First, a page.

A 23-year-old Bronx man was indicted Tuesday for attempted murder in the first degree and other charges in connection to a knife attack at a public school in the Bronx last month, according to the Bronx District Attorney's Office.
Claudio Villar is facing a litany of charges included attempted murder in the first degree, attempted murder in the second degree, attempted assault in the first degree, attempted assault on a peace officer, police officer, fireman, or emergency medical services profession, three counts of assault in the second degree, two counts of attempted assault in the second degree, three counts of assault in the third degree, menacing in the second degree, two counts of criminal possession of a weapon in the fourth degree, according to Bronx District Attorney Darcel Clark.
Bail was set at $250,000 and Villar is due back in court on Aug. 17. Attorney information for Villar was not immediately known.
The charges are in connection to an attack that took place on April 14 at PS 69, also known as Journey Prep. Although school was not in session on that day, according to the district attorney's office, there were some students, as well as staff in the building. Allegedly, on that day, just before the school day started, Villar went to the school to look for someone he was dating.
According to the investigation, Villar allegedly chased the woman he was dating down the hallway and started to punch her. It was at that point that a school safety agent and a teacher tried to stop the attack when they were allegedly slashed with a knife. The teacher was slashed in the arm and the school safety agent was slashed in the neck. The woman, teacher and safety agent were subsequently treated for their injuries at a local hospital.
Villar fled the scene following the attack, according to the district attorney's office. He later turned himself into police.
Following the attack, the Bronx school safety agent who was slashed in the head said that's he'd make the exact same split-second decision again if he could.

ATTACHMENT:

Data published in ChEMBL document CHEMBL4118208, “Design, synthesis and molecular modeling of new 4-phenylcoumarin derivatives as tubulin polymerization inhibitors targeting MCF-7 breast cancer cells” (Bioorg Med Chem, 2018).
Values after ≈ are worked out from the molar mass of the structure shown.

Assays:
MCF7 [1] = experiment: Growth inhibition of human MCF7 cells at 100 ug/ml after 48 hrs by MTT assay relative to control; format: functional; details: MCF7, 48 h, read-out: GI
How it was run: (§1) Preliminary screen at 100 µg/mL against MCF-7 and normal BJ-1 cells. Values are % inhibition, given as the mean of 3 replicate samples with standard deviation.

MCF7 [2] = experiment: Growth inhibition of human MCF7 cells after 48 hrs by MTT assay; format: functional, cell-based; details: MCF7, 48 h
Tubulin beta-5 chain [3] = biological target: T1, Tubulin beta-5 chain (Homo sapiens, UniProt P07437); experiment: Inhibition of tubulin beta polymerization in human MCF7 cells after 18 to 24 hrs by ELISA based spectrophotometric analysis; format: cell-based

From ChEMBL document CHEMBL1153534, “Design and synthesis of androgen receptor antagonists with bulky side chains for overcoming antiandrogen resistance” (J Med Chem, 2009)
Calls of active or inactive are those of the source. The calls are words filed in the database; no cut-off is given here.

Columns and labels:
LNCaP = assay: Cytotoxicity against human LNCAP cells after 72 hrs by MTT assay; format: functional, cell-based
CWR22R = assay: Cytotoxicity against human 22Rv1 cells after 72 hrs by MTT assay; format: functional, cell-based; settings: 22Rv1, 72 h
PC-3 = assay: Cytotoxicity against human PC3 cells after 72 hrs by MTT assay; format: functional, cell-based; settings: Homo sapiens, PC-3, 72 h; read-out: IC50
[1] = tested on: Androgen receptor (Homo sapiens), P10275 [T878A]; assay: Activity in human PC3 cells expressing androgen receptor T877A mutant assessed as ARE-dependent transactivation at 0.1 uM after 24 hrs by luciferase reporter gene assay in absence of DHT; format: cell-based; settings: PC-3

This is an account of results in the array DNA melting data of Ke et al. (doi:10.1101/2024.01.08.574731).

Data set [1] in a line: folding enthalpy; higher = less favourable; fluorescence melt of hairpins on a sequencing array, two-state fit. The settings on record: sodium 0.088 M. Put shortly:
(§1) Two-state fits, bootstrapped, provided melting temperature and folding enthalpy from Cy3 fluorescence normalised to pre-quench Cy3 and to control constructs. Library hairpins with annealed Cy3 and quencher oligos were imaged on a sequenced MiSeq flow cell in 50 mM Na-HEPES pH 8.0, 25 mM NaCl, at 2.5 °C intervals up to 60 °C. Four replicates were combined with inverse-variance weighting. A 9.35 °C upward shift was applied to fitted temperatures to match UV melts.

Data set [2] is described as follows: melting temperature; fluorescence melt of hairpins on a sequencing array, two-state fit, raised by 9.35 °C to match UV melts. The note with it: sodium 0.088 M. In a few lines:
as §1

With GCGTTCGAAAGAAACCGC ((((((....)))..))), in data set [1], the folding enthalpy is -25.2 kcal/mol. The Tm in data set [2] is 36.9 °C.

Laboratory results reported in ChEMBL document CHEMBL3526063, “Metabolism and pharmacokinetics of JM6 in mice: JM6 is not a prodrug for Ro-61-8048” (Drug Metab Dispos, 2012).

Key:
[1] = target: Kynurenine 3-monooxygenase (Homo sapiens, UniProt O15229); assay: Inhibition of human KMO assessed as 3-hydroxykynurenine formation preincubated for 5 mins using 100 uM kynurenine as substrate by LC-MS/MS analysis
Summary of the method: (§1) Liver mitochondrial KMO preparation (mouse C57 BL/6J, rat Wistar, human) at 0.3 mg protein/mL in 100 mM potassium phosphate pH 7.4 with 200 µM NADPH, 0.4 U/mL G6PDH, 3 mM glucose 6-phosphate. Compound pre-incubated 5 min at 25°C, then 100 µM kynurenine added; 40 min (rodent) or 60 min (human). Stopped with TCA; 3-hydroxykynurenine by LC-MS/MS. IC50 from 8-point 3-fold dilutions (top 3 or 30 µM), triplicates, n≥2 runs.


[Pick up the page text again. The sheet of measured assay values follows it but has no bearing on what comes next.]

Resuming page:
Parents, administrators and even Mayor Eric Adams called the actions of Hector Garcia heroic, as he intervened to save an educator inside PS 69, Journey Prep School, and thwarted an attack from the suspect.
But the 55-year-old Garcia's first thought was not about his safety, it was about the students.
"I call them my children, my kids," he told NBC New York. "I thank God there was no children and little kids around."
The incident occurred around 7:40 a.m. at the school on Theiriot Avenue, when Garcia heard a "commotion" come over his radio just minutes before children were due to arrive Thursday morning. Garcia went to help, and saw a counselor struggling against a man.
"I see the counselor…on the floor, crying," he said. "Then the teach came by, Mr. Nash, and broke them up from fighting, then he starting fighting with the perp."
When Garcia, a 27-year veteran of the force, tried to pull the suspect off the teacher, that's when he said the suspect — later identified as Claudio Villar — lashed out.
"When he aimed, I bent down and he caught me up here instead of here," he said pointing first behind his ear, then pointing to his neck, believing the attacker intended to go for his throat. "I think he was trying to aim for the main artery."
Garcia believes that one quick shift saved his life, leaving him with a deep puncture wound behind his ear.
"He was infuriated…he wanted to kill somebody," he said.
Garcia, who said he spent 10 days in the hospital in 2020 with a serious bout of COVID-19, said he believes "God saved me again." He said he loves his job, but admits that in more than two decades at the school, things appear to be getting worse.
"As time goes by, we notice that the violence has been going up," Garcia said.
The violence at the school came less than a week after an honor student died and two other students were wounded in a drive-by shooting outside a high school in the same borough. The latest incident has local advocates calling for more support.
"This recent incident highlights why we need to have a full contingent of school safety agents," Michael Mulgrew, president of the United Federation of Teachers, said at the time of the slashing. "We are down at least 2,000 safety agents from where we should be. Today, we are grateful to the teacher and school safety agent at PS 69 for stepping in to protect their colleague and thankful that no one was more seriously injured."
Garcia wants more to be done and to get more support, and NYC Schools Chancellor David Banks agrees.
"This is not how we should be spending our days. And it's been day after day after day of madness," Banks said.